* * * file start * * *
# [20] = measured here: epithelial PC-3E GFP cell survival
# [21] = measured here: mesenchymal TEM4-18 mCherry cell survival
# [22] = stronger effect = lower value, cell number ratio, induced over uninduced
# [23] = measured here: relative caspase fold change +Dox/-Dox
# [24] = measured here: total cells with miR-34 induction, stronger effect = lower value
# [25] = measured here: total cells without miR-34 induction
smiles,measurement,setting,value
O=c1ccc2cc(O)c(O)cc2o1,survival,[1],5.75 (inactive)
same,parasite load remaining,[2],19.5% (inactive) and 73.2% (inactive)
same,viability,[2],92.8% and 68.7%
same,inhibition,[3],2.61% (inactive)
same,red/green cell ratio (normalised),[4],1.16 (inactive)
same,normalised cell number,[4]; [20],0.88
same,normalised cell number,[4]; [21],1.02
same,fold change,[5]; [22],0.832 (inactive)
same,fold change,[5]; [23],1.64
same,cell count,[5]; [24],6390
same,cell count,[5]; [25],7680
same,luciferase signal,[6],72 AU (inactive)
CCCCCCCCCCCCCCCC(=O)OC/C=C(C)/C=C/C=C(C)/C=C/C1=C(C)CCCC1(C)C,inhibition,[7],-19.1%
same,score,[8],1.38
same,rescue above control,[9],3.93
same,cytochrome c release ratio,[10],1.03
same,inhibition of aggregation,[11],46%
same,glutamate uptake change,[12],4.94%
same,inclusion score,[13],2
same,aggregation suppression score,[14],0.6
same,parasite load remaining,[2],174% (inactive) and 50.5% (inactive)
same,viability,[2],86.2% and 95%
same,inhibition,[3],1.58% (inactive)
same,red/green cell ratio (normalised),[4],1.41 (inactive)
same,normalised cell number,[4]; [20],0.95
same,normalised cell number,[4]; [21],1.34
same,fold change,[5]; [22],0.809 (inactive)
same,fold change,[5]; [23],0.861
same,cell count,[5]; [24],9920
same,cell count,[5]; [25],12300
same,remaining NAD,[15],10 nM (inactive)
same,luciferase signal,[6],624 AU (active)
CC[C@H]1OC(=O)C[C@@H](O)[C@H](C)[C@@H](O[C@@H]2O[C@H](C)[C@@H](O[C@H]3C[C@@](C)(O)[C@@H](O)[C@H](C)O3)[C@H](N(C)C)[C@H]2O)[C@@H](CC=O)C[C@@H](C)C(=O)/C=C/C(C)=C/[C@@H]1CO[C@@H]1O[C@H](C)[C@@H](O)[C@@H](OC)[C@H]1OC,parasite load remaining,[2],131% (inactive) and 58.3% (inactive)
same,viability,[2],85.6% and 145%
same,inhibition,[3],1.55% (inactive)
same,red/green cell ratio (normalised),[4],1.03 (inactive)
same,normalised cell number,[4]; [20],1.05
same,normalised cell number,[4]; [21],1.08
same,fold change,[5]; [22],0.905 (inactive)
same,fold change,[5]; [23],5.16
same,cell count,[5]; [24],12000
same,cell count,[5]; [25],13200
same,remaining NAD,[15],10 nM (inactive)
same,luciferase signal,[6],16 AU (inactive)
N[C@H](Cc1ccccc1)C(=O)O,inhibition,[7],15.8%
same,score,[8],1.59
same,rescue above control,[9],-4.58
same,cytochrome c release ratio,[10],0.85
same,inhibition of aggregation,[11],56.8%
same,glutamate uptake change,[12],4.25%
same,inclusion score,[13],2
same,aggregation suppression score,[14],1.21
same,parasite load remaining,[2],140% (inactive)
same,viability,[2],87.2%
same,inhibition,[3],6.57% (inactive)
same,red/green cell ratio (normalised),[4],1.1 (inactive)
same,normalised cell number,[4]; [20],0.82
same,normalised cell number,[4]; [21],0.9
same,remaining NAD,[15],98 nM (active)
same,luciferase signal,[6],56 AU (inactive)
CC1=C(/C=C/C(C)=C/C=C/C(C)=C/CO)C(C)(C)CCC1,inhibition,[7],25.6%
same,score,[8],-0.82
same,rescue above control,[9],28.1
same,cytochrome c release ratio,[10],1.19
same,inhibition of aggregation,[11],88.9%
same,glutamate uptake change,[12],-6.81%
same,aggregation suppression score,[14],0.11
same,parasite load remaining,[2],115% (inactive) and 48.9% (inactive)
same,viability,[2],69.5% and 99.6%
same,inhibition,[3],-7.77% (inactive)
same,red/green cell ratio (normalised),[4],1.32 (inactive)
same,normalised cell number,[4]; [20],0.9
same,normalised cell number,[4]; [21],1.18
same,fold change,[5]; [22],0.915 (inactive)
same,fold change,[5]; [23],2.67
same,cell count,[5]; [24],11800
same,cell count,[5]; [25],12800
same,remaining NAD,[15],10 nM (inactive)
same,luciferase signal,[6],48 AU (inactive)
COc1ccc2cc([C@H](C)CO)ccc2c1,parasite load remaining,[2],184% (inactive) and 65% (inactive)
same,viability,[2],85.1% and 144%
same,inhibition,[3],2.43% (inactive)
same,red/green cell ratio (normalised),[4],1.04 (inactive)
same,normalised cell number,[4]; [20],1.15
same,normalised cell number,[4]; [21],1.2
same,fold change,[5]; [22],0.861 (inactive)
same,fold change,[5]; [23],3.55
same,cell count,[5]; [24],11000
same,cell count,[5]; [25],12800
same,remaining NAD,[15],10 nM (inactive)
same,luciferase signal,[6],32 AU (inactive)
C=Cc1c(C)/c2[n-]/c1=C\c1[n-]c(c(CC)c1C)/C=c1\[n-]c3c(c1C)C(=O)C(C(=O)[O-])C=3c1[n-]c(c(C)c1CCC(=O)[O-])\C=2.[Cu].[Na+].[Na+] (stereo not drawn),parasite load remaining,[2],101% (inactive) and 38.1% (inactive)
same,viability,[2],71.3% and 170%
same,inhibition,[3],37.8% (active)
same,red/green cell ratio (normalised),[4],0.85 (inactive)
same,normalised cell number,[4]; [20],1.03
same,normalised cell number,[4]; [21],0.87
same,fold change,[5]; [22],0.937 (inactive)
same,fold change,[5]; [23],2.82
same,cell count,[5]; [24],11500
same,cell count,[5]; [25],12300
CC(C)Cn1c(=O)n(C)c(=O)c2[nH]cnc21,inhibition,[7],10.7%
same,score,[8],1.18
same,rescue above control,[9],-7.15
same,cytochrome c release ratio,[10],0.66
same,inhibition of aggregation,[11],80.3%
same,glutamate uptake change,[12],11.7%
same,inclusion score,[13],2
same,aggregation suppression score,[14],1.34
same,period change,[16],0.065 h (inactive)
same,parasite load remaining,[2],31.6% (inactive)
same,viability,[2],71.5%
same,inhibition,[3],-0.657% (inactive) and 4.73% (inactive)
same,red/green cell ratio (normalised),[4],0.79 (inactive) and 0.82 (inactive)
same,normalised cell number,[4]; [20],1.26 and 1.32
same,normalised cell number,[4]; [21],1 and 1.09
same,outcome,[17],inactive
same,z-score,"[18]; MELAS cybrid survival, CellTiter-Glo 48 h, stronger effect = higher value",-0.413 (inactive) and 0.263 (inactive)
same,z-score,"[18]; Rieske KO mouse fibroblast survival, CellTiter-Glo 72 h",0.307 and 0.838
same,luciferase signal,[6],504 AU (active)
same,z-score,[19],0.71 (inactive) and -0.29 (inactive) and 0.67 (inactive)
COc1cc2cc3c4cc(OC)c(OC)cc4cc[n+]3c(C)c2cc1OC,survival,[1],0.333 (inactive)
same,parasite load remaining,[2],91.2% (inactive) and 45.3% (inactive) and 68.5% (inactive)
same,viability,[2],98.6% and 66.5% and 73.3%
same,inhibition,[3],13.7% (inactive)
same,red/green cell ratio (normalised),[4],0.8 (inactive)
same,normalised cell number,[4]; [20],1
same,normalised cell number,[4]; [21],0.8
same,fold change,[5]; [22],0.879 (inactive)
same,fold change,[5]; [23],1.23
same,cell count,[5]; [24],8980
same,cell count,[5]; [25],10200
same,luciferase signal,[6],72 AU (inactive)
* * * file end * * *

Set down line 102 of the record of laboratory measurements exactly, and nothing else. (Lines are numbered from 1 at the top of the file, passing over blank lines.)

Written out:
same,red/green cell ratio (normalised),[4],0.85 (inactive)